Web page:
Close to midnight on a recent Thursday, couples, parents and children filled benches in the bowl-shaped Kugulu Park — which protesters had used as a base until the police pushed them out of their tents and removed their banners and posters.

Two young women sat close to a small artificial lake that a large family of swans had inhabited before they were moved to a safer location, along with a couple of ducks, out of fear that they would die of exposure to tear gas fired by the police.

“I hope that these forums will serve some purpose,” said one woman, a public worker with dark hair and a beaded short-sleeve top. She chose to watch the forum from a distance.

“At work, it is a different world — they have the power and treat us as a minority. They run the office like a religious institution, with prayer breaks and Koran readings.”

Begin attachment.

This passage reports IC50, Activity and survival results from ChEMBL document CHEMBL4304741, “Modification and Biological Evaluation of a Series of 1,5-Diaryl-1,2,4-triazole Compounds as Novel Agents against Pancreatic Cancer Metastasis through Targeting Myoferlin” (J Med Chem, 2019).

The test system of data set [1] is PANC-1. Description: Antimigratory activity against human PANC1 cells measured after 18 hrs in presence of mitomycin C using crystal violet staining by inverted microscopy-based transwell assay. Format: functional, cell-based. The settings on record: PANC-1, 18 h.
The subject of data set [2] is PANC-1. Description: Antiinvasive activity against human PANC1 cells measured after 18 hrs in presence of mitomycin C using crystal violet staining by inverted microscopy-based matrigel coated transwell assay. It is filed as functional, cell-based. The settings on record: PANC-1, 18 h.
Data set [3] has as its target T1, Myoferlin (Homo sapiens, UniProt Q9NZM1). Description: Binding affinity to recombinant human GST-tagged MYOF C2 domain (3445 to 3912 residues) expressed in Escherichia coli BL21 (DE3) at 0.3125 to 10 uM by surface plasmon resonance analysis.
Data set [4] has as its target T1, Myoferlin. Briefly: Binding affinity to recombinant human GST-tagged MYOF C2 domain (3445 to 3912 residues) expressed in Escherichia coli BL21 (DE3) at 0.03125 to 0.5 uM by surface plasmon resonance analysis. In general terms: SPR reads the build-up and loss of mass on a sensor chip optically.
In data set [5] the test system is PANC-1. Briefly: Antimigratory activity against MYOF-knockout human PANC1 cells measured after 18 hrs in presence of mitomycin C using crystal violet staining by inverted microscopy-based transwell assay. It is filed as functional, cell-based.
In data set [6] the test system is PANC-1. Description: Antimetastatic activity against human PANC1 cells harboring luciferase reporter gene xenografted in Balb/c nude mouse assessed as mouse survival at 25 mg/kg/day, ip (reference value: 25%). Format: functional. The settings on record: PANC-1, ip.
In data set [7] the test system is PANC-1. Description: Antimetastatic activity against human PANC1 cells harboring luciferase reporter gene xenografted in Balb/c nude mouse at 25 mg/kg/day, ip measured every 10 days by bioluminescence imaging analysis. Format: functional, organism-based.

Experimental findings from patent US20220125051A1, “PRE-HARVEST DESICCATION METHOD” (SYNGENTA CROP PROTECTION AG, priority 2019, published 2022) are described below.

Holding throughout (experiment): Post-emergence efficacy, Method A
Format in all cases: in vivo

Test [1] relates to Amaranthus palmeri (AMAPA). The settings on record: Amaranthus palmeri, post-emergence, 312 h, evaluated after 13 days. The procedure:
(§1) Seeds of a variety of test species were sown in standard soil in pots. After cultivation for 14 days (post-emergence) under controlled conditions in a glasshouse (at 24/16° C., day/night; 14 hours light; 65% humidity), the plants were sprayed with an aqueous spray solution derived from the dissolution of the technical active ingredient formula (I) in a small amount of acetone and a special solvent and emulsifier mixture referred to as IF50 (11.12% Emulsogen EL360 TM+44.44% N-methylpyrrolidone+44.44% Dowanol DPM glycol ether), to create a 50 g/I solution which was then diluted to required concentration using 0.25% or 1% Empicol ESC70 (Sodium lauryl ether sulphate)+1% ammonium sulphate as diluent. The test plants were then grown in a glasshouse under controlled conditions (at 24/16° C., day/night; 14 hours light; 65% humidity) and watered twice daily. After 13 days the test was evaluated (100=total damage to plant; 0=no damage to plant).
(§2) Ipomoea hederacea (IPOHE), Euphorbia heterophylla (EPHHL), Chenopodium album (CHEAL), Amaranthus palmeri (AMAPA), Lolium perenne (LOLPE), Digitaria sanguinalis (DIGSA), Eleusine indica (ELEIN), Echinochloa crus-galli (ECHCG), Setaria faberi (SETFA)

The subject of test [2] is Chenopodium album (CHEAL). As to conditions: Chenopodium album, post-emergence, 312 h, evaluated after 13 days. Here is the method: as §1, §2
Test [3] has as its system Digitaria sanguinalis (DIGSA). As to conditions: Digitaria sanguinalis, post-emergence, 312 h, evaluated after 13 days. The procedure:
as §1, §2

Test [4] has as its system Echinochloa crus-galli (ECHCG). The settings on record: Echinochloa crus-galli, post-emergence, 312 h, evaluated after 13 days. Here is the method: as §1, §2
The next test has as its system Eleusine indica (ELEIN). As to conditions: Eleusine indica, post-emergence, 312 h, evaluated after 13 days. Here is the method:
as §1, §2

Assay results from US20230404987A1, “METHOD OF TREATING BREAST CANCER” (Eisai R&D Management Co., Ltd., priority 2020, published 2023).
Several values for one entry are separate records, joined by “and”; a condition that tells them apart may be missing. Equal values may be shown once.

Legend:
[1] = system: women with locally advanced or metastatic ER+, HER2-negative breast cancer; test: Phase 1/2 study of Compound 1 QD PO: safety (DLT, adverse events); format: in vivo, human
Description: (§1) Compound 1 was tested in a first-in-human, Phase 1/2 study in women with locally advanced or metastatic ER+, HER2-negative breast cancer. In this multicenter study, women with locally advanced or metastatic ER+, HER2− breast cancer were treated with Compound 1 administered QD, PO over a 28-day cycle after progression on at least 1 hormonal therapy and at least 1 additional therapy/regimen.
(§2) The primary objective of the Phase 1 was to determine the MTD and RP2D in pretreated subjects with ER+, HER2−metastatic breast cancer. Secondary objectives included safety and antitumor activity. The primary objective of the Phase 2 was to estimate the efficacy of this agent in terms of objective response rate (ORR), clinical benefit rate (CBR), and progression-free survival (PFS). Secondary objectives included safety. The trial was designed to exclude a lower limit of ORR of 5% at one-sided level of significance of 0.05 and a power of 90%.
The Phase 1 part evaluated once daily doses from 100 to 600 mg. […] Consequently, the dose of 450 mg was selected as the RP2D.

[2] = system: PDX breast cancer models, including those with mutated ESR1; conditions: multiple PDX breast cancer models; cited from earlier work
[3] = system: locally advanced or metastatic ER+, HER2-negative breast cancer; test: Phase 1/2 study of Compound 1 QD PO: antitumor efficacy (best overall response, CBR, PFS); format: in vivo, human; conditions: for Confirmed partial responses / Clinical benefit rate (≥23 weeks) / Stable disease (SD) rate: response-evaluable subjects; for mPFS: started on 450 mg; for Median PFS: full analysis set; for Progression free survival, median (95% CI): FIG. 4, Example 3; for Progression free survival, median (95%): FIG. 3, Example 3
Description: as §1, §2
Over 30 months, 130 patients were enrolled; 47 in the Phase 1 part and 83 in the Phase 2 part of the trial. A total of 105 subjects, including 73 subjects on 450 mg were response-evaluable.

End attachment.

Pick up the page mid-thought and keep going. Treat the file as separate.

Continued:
Mr. Erdogan is still popular among conservative Muslims, who see him as a savior from the rule of the elitist secularists, and officials of his pro-Islamic Justice and Development Party have dismissed criticisms of autocratic or religiously oriented government policies. They have labeled the protesters internationally driven conspirators, or even terrorists.

“We stood together, listened to each other,” said Fatma Ozdogan, 24, an architect who joined the Abbasaga Park forum. “From now on, the Parliament, political actors, will be obliged to listen to the voice of their people.

“The protests, and now the forums, will be the game changer in Turkey’s political life.”


Source: The New York Times